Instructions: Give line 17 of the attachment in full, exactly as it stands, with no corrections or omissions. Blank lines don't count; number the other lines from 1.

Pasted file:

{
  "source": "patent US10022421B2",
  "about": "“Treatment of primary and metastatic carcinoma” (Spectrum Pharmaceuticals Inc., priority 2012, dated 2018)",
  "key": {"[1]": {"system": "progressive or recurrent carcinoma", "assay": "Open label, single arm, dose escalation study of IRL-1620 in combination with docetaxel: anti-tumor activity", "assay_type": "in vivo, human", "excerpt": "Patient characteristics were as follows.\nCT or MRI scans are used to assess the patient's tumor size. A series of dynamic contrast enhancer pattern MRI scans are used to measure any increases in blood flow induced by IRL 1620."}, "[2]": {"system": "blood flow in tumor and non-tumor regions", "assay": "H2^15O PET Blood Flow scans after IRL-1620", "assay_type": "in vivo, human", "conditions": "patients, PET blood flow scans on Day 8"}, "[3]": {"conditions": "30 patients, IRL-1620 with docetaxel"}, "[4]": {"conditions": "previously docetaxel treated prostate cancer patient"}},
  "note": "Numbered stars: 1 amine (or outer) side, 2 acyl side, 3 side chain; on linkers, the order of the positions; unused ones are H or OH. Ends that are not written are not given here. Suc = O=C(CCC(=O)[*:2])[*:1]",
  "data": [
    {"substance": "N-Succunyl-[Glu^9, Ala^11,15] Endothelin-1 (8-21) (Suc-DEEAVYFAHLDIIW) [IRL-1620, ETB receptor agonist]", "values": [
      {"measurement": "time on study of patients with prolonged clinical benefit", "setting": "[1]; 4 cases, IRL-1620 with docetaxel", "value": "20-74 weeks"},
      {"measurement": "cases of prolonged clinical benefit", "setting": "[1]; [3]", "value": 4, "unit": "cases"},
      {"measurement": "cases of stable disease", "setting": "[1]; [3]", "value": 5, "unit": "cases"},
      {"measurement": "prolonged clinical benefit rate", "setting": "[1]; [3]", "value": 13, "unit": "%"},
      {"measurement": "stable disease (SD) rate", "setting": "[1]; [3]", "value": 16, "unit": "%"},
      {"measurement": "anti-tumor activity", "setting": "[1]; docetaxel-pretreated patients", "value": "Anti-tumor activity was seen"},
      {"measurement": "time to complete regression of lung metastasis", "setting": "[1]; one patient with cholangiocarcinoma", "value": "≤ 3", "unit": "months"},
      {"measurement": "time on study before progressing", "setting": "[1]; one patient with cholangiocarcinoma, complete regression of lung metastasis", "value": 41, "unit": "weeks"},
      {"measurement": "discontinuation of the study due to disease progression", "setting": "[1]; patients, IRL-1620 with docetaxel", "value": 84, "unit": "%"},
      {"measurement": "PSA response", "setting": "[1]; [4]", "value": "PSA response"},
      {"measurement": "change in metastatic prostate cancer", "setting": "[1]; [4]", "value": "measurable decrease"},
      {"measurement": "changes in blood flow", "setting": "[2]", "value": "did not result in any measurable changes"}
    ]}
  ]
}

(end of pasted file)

      {"measurement": "PSA response", "setting": "[1]; [4]", "value": "PSA response"},